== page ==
You’re just perfect – or not!

Looking at your partner through rose-tinted spectacles

You’re just perfect!

We look at the “falling into and out of love” pattern on our NLP Core Skills course.

It goes like this:

  1. We meet someone we like
  2. Get to know them better
  3. And, as a result, begin to fall in love with them
  4. This creates a filtering process in which we recognise more things we love about them.

So far, so good.

You’re not perfect anymore!

Things are so good we decide they're perfect - or pretty nearly perfect.

So we decide to live together and maybe get married. And for the first few months or even years things get even better.

Then we start to recognise what, while we are fine and just as free of faults and flaws as when the relationship started, the other person has changed.

Time for change

They have developed imperfections. Sometimes this heralds the end of the relationship: after all, who wants to live with someone who’s not perfect – we’d better look for someone better!

More often we begin a campaign to change them.

We try to to turn them back into the previous perfect version.

Surprisingly, our campaign is not welcomed – despite the fact we’re just doing it for their own good.  No, they don’t recognise this and strenuously resist our efforts to mould them into our ideal version of themselves.

It’s all to do with our filters

In reality they haven’t changed very much.

They never were perfect. We just ignored their imperfections when we were in the New Love phase of the relationship – that phase when we only see the good things about them and are blind to the big picture of them and their personality.

Now time and familiarity have worn away the unrealistic image we had of them during the New Love phase.

Happily many people then switch on their Wonderful Complexity filters – where they can see the wonderful complexity of the other person and their different ‘sides’ - good, not-so-good, endearing, irritating, fun, serious, weak, strong and so on.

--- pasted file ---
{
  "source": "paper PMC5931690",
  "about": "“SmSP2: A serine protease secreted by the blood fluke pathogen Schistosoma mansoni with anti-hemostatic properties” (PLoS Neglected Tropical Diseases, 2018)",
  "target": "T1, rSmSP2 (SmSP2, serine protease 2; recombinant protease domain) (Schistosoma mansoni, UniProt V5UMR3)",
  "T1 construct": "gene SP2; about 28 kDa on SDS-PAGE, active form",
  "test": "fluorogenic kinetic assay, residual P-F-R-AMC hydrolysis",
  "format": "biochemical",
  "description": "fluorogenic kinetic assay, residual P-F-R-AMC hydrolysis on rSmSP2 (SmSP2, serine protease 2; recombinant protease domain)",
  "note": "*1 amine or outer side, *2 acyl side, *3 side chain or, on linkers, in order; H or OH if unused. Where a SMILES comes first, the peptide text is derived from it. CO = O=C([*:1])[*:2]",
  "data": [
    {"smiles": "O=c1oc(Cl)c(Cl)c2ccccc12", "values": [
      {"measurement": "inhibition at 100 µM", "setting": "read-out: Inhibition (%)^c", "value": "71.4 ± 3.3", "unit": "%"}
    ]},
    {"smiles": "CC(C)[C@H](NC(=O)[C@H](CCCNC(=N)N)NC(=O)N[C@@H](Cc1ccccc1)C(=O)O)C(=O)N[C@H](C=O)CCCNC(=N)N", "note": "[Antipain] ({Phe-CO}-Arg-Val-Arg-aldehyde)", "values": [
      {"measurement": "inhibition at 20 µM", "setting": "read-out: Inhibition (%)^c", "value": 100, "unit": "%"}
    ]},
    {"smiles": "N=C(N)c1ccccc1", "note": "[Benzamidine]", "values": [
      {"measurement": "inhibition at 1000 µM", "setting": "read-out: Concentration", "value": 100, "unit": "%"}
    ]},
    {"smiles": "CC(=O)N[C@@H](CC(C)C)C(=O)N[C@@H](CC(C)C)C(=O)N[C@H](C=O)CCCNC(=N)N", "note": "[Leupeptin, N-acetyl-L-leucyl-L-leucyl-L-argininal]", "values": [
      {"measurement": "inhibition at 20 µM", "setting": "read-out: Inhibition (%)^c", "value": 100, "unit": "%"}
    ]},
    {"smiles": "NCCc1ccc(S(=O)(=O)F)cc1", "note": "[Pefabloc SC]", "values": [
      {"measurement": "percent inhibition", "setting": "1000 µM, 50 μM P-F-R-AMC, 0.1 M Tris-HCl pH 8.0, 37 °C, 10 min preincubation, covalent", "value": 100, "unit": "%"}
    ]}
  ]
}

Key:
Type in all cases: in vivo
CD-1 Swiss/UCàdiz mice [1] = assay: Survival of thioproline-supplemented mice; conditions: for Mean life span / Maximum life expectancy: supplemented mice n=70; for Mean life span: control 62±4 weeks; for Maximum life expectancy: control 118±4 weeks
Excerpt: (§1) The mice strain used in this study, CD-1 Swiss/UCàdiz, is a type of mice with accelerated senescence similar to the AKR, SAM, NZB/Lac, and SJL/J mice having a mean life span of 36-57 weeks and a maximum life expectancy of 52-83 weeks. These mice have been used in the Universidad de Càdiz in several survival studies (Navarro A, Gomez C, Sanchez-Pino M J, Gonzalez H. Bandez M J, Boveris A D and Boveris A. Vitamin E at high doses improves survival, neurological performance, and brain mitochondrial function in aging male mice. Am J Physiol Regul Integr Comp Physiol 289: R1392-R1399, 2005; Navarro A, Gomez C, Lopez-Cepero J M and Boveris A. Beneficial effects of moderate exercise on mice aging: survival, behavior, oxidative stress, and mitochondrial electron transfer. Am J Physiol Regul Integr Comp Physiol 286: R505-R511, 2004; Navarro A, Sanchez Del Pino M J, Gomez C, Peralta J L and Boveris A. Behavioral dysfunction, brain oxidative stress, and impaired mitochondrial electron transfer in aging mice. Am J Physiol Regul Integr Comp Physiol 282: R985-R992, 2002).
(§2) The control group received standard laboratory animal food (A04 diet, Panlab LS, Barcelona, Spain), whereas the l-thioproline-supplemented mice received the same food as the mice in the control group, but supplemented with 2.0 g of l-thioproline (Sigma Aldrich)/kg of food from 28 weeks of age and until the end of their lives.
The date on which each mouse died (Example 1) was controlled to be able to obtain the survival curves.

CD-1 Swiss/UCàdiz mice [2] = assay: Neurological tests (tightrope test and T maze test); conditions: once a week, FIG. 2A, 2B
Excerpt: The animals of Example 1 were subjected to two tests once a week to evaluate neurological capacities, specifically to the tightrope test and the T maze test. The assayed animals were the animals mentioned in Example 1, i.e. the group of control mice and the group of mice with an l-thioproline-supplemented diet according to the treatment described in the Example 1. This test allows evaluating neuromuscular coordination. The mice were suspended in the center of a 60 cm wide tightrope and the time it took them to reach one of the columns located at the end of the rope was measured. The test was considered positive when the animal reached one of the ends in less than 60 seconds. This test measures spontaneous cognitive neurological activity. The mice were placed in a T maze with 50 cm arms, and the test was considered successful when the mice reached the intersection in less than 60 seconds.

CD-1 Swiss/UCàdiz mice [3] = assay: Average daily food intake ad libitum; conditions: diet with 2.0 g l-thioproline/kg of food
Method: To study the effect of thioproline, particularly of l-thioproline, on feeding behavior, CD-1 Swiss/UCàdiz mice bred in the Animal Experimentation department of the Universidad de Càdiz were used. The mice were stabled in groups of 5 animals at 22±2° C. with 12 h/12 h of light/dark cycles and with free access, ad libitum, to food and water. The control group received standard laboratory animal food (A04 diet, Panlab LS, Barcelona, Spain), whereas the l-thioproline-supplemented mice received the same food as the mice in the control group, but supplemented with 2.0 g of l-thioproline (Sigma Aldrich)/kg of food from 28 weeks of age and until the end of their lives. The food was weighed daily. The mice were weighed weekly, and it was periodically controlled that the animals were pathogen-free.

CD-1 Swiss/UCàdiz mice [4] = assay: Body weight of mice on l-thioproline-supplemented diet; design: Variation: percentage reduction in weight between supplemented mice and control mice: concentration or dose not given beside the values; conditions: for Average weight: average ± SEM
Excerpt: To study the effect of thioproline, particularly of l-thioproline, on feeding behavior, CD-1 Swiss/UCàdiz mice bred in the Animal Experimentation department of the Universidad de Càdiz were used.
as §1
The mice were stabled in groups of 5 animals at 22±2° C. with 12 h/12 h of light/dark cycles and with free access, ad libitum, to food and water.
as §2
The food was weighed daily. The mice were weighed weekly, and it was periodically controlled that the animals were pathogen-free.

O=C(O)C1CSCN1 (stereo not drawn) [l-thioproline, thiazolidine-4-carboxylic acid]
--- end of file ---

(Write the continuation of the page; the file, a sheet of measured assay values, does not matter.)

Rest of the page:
But many refuse to accept this reality. They want Mr or Ms Perfect back and they are determined to make this happen. Resulting in a life-long battle.

The solution?

The solution is to recognise how our virtual filtering process works and to re-evaluate how we perceive our partner. It’s the subject of this week’s Pegasus NLP Newsletter which you can read in full on our website.

This was originally published in June 2013 and revised 28 March 2019.


  1. Russell B on 14th June 2013 at 5:14 PM

    Hello Reg, thanks for the blog post and the Newsletter article, its certainly something I can relate to and you are perceptive with your understanding of filters in relationships and how couples ‘see’ each other. It is something I will bear in mind for my future counselling/coaching work, Russell

    • Reg on 17th June 2013 at 11:10 AM

      Thanks, Russell: The interesting thing about the virtual filters is that we are using filters to recognise the filtering pattern – so there is the risk of only seeing what we set out to see.

      So, for example, when we are use the Satir Stress Modes to recognise patterns of behaviour we are setting our filters to only recognise the 4 main stress modes.

      But, as long as we know that we are doing this kind of selective observing, it can be a very useful process in understanding how people do things.

  2. Kathy on 14th June 2013 at 5:34 PM

    Love your articles! The one comment I have is that there certainly are situations where the person you meet hides their real character, and then the anger, violence and other such behaviors come out at a later time. Some of us, when we find we are in such a situation, may blame our “filters” and wonder how we have changed to cause this behavior. While I’d like to think they were not hidden from me in the beginning of the relationship, I certainly would not have selected this “life partner” had I seen these qualities at first.

    • Reg on 17th June 2013 at 11:18 AM

      Hi Kathy: I fully agree with you. And I have seen this particular scenario many times.